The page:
Domesticated in the valley of Mexico as early as 2,700 B.C., chia seed served as a primary staple food of the Aztec, Mayan and Inca tribes. In fact, a spoonful of seeds in water supplied these ancient peoples with sustenance for an entire day of hard labor! Extremely high in omega-3s, antioxidants, vitamins, minerals, fiber and protein, it is no overstatement to call chia seed a superfood. In fact, four tablespoons of chia seed supplies as much calcium as three cups of milk, as much magnesium as ten stalks of broccoli, as much iron as one-half cup of red kidney beans, 30% more antioxidants than blueberries, 25% more dietary fiber than flaxseed, and approximately the same amount of omega-3 as that found in a 32-ounce fillet of salmon. Show off.
Nutritionally speaking, chia is a powerhouse! Aside from consisting of about 30% protein, chia seed delivers an abundance of vitamins A, B, D, E and K. Chia also contains alpha-linolenic and linoleic acid, essential fatty acids that the body cannot manufacture on its own. The list of nutrients and minerals is lengthy—the run down in alphabetical order: calcium, copper, iodine, iron, magnesium, manganese, niacin, phosphorus, potassium, silicon, sodium, sulfur, thiamine, and zinc. And as we’ve mentioned before, chia seed is the richest plant-based source of omega-3 available anywhere.
If that weren’t enough, chia seed is also an excellence source of soluble fiber. By its very nature, fiber leaves you with a satisfying sense of fullness keeping you from overeating. But with chia, there is more too it. One of the unique things about chia is its ability to soak up water (also called hydrophilic properties) which means it can absorb up to 12 times its volume in water! Chia’s ability to hold water helps weight loss in three ways. First, it helps to keep the body hydrated, which is important for proper cellular metabolism and renewal. Secondly, it helps you feel full faster and remain sated for longer periods of time. Finally, chia slows down digestion and absorption of carbohydrates in the system, so you stay satisfied for longer, without peaks in blood sugar. Feeling full for longer, without peaks and lows in energy—simply amazing! You can see why our friend, Dr. Oz describes chia as being so effective for weight loss.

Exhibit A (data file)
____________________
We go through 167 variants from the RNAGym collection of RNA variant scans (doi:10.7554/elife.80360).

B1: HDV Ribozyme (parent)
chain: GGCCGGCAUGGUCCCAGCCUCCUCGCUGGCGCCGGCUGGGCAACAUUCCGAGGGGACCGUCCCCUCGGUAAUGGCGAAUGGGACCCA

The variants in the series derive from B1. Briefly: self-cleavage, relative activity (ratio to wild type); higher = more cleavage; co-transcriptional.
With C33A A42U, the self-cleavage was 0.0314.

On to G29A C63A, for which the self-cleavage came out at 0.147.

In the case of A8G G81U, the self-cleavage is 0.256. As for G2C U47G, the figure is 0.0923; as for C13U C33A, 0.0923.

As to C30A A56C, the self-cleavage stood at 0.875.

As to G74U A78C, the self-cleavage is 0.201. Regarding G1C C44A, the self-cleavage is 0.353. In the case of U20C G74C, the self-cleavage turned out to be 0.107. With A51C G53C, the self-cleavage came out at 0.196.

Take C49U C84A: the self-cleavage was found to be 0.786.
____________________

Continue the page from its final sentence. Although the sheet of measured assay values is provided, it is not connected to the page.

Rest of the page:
As exciting as this is, start slow! Gas, bloating and stomach cramping are the usual side effects of eating too much fiber too quickly. Gradually add chia to your diet to reduce the occurrence of these symptoms. The symptoms should subside once your digestive system adjusts to the increased fiber in your diet.
You can simply sprinkle chia seeds on salads and yogurt, add them to juice, smoothies or your morning oatmeal; or bake them into breads, muffins and biscuits. We plan to try this Chia Limeade recipe for our July 4th BBQ! But for weight loss (or weight maintenance after age 50), you can’t beat mixing 1 tablespoon of chia to a glass of water twice a day in the mid-morning and again in the mid afternoon. The healthy mix of fiber and protein helps balance blood sugar levels and ward off snack attacks for a better work day. (Be sure to mix them in and drink up though, or the chia seeds will expand in the glass as they absorb the water!) We like to keep Mila chia singles on hand. These pre-measured, individually packaged single servings of chia are the perfect solution for travel or when you are on the go.